I wrote this book because too
many people suffer from foot and ankle pain unnecessarily.

~ Dr. Phil Pinsker


OR  Call today!  (724) 225- 7410 

853 Jefferson Ave-suite 2
Washington, PA, 15301

Podiatrist - Washington
853 Jefferson Ave
Washington, PA 15301
(724) 225-7410
(724) 225-9469 - fax

Achilles Pain Will Stop You From Moving!

The Achilles tendon is the thickest and strongest tendon in your body. It enables you to walk, run, rise on your toes or even get out of a chair. Pain or injury here can stop you in your tracks making it a pretty important part of your foot!

Also known as the calcaneal tendon, it connects the calf muscle to the heel bone. It handles a stress load of almost four times your body weight while walking and almost eight times your body weight while running. This tendon stabilizes the ankle, providing balance while doing these types of activities.

Even though the Achilles is designed to withstand an incredible amount of stress, there is a limit on how much it can bear. The high amount of tension and overuse it often endures increases the risk of injury.

Achilles Tendon Conditions

It is most commonly poor muscle support and overuse that cause injury to the Achilles tendon. It can become irritated, inflamed, torn or even completely ruptured. Due to its importance, an injury can be extremely painful and significantly reduce a patient’s mobility.

Dr. Pinsker treats all problems related to the foot and ankle. There are several types of injuries that can happen to the Achilles tendon--here are the most common:

  • Achilles Tendon Tear - Tiny microscopic tears can develop in the tendon suddenly or over the course of time. These small tears can cause pain, swelling and limited mobility.
  • Achilles Tendon RuptureA complete rupture is a serious injury that causes a lot of pain and swelling. Patients often hear a “popping” sound at the time of the injury. Treatment often includes surgery and immobilization of the ankle for an extended period of time.
  • Achilles Tendonitis - A lot of activity can result in inflammation, stiffness and pain at the back of the heel. This condition typically resolves over time with rest, ice and stretching.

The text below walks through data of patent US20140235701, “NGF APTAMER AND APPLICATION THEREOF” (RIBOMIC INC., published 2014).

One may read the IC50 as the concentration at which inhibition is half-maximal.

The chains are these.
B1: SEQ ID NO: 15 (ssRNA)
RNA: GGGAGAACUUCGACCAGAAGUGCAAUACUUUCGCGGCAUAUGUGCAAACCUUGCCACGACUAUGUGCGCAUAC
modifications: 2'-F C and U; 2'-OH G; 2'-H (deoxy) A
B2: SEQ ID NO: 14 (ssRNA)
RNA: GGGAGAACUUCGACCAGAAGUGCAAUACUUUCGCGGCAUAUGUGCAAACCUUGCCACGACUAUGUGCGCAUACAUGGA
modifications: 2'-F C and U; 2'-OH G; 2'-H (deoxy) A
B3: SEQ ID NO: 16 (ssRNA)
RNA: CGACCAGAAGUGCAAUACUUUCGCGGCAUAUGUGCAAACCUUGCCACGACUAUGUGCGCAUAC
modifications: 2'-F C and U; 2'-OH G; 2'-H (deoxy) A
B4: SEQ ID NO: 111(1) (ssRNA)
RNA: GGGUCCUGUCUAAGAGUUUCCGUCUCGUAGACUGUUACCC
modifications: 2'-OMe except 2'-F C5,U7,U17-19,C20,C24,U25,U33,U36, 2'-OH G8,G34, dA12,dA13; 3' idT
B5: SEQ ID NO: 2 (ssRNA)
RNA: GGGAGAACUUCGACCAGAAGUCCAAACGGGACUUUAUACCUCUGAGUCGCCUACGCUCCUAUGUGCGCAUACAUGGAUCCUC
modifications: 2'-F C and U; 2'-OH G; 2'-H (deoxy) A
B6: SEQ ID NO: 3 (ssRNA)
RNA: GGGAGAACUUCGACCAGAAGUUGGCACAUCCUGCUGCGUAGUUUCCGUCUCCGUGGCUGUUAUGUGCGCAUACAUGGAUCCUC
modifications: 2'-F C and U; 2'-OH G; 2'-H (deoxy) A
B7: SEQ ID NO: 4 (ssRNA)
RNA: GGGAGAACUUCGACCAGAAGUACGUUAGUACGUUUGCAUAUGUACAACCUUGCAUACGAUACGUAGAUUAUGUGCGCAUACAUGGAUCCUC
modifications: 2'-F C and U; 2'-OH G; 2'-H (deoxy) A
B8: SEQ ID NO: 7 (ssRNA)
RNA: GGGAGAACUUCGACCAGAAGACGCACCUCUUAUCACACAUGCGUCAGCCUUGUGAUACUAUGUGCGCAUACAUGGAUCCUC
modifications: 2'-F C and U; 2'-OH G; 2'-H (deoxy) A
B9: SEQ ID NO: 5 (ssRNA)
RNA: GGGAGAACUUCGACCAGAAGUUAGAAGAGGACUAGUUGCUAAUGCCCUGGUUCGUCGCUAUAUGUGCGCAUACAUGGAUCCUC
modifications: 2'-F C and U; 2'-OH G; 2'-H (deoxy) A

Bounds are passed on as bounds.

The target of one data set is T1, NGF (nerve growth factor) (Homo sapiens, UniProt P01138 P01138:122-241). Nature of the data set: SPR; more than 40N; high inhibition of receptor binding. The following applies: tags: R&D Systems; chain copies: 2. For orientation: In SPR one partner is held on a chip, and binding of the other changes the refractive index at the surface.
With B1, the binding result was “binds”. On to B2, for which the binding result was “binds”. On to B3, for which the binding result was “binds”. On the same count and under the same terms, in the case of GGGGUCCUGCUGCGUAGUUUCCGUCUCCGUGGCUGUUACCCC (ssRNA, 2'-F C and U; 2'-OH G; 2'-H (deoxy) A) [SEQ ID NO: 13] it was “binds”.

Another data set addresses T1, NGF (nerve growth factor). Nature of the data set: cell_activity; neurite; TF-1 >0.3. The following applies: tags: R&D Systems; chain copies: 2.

• Achilles TendonosisWhen tendonitis progresses to a degeneration of the tendon it is labeled as tendonosis. This involves a gradual thickening of the tendon, causing it to further weaken and become prone to tearing or rupture.
  • Achilles BursitisThe bursa is a small fluid-filled sac that cushions the Achilles where it attaches to the heel bone. Certain shoes and activities can irritate the bursa causing pain and inflammation.
  • Peroneal Tendon Dislocation/Dysfunction - The peroneal tendons are located near the Achilles. They originate on the outside of the calves and run down to connect to two areas on your foot in order to support the arch of your foot. They are also vulnerable to tears and tendonitis similar to the Achilles and can happen suddenly or over time.
  • Xanthomas of the Achilles Tendon - A xanthoma is a cholesterol deposit. High levels of cholesterol can lead to small deposits resembling little bumps forming within the tendon itself.

Preventing Achilles Problems

Early treatment is key to resolving pain and preventing this condition from becoming worse. If you are an athlete involved in activities with repetitive movements, such as running and jumping, prevent Achilles problems by taking things slowly. Increase training incrementally to avoid overuse on the tendon, perform appropriate stretching exercises and consider the use of orthotics to keep feet supported and stable.

If you have pain at the back of your heel, our office has several conservative treatment options to help resolve your symptoms. We want to help you avoid further injury, which could result in surgery or prolonged treatment. Call our office today and allow us to help you get back into motion! (724) 225-7410.